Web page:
Thousands of flag-waving Palestinians set off fireworks and danced in the streets on Thursday to celebrate a United Nations General Assembly vote granting de facto recognition of a sovereign Palestinian state.
In Bethlehem, the bells of the Church of the Nativity peeled in honour of the vote, and thousands of people crowded around to watch a live broadcast of President Mahmoud Abbas’s speech in New York projected on the concrete of Israel’s separation wall.
“I feel we are living a historic day, the birth of the state of Palestine,” said Suha Awadallah, wearing a black and white keffiyeh, in Ramallah, the de facto Palestinian capital.
In a rare show of unity, Abbas’s Islamist rivals Hamas, who have ruled Gaza since a brief civil war in 2007, let supporters of the president’s Fatah movement hold rallies there.
In the West Bank towns of Hebron, Nablus and Jenin, as well as Ramallah, people gathered on rooftops and balconies, cheering patriotic songs blaring from speakers.
The crowds were boosted by last-minute declarations of support from west European countries, adding more weight to the victory in the 193-member U.N. General Assembly, which upgraded the Palestinian Authority’s observer status to a “non-member state”.
“Now we can drag Israel to international courts for crimes committed against Palestinians in Gaza, this is important for us,” Mohammad Issa in Ramallah said, as he listened to Abbas’s speech.
U.N. recognition would allow the Palestinians to take action against Israel at the International Court of Justice on charges of war crimes, crimes against humanity or other crimes the court would have jurisdiction over.
Nasser Abdel Hadi, owner of a famous Ramallah restaurant, baked a massive pizza in the red, white, green and black colours of the Palestinian flag.
“What Israel has done over the course of the past 60 years has been criminal,” he said. “They took our land, our children and our future. The battle is now at the United Nations.”
Israel, the United States and a handful of other U.N. members voted against what they see as a largely symbolic and counter-productive move by the Palestinians, insisting true statehood can only be achieved through a comprehensive Middle East peace treaty ending 65 years of intractable conflict.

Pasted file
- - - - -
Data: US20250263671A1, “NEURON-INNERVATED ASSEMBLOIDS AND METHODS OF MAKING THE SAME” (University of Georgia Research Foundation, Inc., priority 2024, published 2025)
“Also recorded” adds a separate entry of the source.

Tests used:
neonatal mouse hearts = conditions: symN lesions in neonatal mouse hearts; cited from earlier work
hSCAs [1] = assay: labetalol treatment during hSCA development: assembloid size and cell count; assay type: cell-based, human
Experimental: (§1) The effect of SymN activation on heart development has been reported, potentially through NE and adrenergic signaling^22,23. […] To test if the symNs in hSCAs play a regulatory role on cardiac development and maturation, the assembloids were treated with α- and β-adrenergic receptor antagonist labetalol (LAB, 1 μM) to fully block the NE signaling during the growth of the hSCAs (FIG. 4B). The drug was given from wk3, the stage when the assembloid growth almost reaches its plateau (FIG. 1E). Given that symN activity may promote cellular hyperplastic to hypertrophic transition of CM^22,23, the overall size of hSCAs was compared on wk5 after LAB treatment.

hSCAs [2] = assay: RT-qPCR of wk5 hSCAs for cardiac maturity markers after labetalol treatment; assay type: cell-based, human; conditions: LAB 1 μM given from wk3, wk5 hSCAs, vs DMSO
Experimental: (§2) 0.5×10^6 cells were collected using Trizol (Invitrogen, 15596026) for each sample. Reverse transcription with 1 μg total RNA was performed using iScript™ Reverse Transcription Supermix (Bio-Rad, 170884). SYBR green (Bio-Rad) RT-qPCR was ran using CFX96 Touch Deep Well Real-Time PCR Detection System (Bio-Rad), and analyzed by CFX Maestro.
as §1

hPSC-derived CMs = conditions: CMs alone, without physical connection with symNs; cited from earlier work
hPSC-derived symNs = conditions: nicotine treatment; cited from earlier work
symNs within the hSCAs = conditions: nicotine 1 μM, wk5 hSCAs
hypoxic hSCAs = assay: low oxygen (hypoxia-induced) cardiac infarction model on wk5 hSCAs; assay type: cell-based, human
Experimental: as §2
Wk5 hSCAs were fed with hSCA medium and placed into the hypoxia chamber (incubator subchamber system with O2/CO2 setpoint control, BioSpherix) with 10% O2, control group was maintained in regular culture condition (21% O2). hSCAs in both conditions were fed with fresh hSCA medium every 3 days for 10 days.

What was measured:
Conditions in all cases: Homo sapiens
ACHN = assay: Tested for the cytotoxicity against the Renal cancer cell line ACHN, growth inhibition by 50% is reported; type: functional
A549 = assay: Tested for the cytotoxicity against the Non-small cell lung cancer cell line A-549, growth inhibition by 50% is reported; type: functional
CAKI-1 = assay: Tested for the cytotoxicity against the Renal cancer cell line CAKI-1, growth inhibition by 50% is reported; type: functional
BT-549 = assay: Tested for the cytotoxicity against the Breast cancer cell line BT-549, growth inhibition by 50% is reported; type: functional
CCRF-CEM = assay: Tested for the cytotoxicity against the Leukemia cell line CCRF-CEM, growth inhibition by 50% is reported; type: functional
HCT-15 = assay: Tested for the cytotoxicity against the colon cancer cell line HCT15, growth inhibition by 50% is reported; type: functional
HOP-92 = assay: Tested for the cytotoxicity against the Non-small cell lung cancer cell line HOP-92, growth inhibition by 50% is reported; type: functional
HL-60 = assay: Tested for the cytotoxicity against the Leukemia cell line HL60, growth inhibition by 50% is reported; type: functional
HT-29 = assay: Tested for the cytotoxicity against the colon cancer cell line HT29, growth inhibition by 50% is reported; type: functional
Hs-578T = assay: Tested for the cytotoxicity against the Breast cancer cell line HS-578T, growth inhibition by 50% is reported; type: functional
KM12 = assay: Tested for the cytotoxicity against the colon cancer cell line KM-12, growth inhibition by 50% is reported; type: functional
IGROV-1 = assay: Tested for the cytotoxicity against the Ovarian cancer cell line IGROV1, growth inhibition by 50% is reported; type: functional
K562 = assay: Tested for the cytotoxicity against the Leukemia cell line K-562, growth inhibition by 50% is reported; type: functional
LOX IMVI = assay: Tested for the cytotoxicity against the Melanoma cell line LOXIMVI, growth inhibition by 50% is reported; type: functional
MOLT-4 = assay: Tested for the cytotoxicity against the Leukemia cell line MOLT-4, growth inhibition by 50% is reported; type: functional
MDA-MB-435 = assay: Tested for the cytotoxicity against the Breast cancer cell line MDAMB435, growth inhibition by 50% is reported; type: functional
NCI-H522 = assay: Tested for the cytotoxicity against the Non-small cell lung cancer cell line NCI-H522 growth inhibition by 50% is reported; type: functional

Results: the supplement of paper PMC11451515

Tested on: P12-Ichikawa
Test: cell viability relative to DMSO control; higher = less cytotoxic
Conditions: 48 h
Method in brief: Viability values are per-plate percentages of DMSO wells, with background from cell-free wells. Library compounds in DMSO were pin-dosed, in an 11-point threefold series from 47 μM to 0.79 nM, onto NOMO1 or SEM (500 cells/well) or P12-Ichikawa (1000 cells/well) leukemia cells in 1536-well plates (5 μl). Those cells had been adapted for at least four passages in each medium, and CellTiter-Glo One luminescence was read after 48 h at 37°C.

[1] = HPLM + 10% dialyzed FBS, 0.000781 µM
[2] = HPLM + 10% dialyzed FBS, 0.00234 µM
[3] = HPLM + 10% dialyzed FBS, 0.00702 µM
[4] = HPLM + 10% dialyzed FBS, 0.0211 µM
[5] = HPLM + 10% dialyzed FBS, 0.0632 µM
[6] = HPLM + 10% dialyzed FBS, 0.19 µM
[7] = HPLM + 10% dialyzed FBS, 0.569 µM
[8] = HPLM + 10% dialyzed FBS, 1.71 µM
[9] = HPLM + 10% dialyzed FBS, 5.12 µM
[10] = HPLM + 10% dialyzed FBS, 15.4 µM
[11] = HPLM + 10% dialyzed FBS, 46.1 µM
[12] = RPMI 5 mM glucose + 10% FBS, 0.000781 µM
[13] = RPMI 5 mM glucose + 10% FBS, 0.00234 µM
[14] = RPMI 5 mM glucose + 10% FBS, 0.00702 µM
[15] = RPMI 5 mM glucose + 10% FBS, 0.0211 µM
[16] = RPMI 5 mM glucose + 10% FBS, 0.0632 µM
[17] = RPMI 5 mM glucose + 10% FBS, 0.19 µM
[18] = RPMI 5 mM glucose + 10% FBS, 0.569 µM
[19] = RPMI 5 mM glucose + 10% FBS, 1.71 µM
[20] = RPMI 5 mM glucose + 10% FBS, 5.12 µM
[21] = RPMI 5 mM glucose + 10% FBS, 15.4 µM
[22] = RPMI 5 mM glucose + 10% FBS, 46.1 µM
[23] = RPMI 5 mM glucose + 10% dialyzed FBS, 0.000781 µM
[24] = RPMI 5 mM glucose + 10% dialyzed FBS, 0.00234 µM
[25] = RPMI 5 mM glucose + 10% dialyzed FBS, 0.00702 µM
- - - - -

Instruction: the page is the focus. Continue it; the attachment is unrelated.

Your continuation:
A bid by Abbas last year for full statehood was defeated in the U.N. Security Council, where Washington has a veto.
He has pledged a prompt return to negotiations with Israel when he wins the upgrade from “entity” to “observer state”. Talks have been frozen for two years.
Palestinians seek a state in the West Bank, East Jerusalem and Gaza, land captured by Israel in the 1967 Arab-Israeli war.
Hamas leaders, who do not recognise the state of Israel, dropped their initial opposition to Abbas’ statehood move and gave it their backing but have not softened their opposition to the two-state solution Abbas advocates.
“We support any political achievement for our people to reach out and acquire a state,” Hamas Prime Minister Ismail Haniyeh said on Thursday.
But Haniyeh insisted Hamas’s position would not change, and stood “on the basis of non-recognition of the occupier and in commitment to our strategic and everlasting rights, foremost being the right of return (of Palestinian refugees).”
“We do not believe in the two-state solution,” Hamas chief Khaled Meshaal said earlier.
Hamas and other militants this month fought an eight-day conflict with Israel, which launched an offensive to halt rocket fire from Gaza into its southern towns. The brief war killed at least 170 Palestinians and six Israelis.